Report: Dire situation for Syrian Christians

A roundup at Notes on Arab Orthodoxy paints a grim picture for Christians — and clashing Islamic sects — in Syria. It’s a gut-wrenching account of kidnappings, torture and beheadings. One report begins with this line: “Over 40 young men (including a couple of doctors) from the Wadi area, were killed by the bearded men who are eager to give us democracy.” The article also links to a report in Agenzia Fides, which interviewed a Greek-Catholic bishop: The picture for us – he continues – is utter desolation: the church of Mar Elian is half destroyed and that of Our Lady of Peace is still occupied by the rebels. Continue Reading...

Are Islam and Liberal Democracy Compatible?

This was the topic of our latest Campus Martius discussion group at the Istituto Acton office in Rome. Our guest speaker was law professor David Forte, who presented some of the challenges in furthering liberal democracy in Muslim-majority countries. Continue Reading...

Samuel Gregg: Religious Freedom and the Arab Spring

Acton’s director of research Samuel Gregg tackles the question of religious liberty in Islamic states this morning, over at The American Spectator. In a piece titled “The Arab Spring’s Forgotten Freedom,” Gregg describes the tensions between Christians seeking religious freedom in the Middle East and the Islamic states they inhabit, and then looks hopefully to the source of a resolution. Continue Reading...

Freedom in a Land without Churches?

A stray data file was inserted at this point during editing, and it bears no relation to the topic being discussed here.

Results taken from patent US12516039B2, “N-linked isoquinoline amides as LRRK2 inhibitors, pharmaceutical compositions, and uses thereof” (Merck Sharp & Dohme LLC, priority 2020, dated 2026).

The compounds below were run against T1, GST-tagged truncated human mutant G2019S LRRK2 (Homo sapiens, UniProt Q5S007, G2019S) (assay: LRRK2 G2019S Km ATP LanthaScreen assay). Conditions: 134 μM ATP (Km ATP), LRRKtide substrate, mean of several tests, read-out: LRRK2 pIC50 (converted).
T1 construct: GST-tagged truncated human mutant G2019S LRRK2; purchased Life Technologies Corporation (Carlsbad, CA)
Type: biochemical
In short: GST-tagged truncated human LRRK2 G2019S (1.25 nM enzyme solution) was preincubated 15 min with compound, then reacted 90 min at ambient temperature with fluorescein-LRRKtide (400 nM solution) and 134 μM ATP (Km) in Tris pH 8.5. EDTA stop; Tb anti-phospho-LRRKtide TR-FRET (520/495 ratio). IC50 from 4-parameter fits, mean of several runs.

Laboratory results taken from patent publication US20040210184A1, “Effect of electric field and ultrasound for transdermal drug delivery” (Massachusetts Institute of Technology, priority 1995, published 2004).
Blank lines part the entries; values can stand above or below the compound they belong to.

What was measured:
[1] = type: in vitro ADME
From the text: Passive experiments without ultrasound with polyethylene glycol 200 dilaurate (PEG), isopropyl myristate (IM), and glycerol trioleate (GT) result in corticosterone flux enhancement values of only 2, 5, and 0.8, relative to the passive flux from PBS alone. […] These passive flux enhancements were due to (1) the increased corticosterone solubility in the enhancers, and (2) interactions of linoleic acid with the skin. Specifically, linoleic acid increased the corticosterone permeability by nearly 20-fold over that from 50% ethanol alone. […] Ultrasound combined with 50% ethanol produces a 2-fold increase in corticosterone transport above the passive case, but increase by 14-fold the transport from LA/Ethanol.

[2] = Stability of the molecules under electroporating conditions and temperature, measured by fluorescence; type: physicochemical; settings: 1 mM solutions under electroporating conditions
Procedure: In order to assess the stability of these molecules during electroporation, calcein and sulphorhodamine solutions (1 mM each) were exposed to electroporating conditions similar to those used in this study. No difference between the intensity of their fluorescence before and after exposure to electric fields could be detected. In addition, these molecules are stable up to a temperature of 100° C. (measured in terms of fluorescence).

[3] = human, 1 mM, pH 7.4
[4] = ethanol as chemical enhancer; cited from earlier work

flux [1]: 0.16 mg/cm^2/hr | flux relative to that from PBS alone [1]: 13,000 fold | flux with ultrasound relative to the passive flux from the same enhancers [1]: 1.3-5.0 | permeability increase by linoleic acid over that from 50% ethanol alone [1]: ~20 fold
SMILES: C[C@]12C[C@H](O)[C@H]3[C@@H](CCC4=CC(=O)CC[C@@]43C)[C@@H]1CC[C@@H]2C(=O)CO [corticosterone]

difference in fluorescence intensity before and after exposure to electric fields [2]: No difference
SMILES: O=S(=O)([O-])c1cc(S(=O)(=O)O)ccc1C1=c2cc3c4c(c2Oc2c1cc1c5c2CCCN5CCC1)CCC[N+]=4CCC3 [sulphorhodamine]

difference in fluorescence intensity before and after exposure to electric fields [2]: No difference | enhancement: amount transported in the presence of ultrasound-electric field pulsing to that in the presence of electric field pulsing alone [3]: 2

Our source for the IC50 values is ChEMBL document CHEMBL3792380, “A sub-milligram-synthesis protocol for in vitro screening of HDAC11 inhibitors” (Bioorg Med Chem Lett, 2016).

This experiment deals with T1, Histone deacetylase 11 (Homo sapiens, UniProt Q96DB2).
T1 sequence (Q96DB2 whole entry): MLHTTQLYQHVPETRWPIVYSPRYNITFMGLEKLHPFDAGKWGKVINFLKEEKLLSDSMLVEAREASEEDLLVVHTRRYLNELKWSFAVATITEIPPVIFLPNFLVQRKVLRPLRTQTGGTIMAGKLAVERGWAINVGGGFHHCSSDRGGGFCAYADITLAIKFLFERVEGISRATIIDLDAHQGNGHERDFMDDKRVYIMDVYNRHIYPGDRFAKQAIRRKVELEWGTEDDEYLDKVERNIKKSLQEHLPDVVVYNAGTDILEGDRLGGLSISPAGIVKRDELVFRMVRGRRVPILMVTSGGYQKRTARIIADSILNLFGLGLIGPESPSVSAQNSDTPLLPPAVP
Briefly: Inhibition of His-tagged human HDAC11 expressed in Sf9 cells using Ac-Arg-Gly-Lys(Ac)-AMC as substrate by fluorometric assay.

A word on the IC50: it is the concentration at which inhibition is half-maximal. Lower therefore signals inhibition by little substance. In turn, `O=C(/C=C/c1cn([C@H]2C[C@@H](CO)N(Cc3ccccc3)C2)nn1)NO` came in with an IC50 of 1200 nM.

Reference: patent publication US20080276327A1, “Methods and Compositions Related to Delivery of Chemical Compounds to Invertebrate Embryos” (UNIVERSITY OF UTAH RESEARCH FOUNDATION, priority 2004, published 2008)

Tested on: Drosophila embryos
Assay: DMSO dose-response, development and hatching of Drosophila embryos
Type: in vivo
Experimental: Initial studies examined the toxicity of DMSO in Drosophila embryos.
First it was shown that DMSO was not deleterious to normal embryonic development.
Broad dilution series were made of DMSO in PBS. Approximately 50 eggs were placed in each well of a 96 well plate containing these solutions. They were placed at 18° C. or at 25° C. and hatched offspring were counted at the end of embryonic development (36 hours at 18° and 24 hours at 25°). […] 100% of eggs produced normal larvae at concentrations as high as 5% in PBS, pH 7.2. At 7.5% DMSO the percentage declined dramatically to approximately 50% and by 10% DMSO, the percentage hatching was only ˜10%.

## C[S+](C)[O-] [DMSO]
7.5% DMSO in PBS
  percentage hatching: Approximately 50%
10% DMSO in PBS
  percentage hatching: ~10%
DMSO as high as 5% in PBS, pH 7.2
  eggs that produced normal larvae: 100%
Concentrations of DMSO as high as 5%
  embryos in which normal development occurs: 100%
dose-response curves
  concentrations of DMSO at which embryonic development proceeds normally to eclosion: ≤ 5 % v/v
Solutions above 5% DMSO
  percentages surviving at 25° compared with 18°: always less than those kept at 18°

There are no more Christian churches in Afghanistan — not a single public house of Christian worship is left standing. In other news, NATO success against the Taliban may have been intentionally exaggerated, although we already knew that progress in that country is… slow. Continue Reading...

Roger Scruton: No Escaping Morality in Economics

Roger Scruton has written an excellent piece on the moral basis of free markets; it’s up at MercatorNet. He begins with the Islamic proscriptions of interest charged, insurance, and other trade in unreal things: Of course, an economy without interest, insurance, limited liability or the trade in debts would be a very different thing from the world economy today. Continue Reading...

Muslim Women and Entrepreneurship

One might think that Muslim women, in traditionally Muslim countries, are under severe constrictions when it comes to becoming entrepreneurs.  After all, in Saudi Arabia, women cannot drive, and in places like Iran, women are forced to veil themselves under the law.  Continue Reading...

Review: The Dressmaker of Khair Khana

Poverty is inevitable in a war zone, right? One’s movements are restricted, buildings and businesses are damaged, people flee. Add to that random acts of violence brought by the Taliban and the already damaged economy of Afghanistan in the mid-1990s and poverty seems unavoidable. Continue Reading...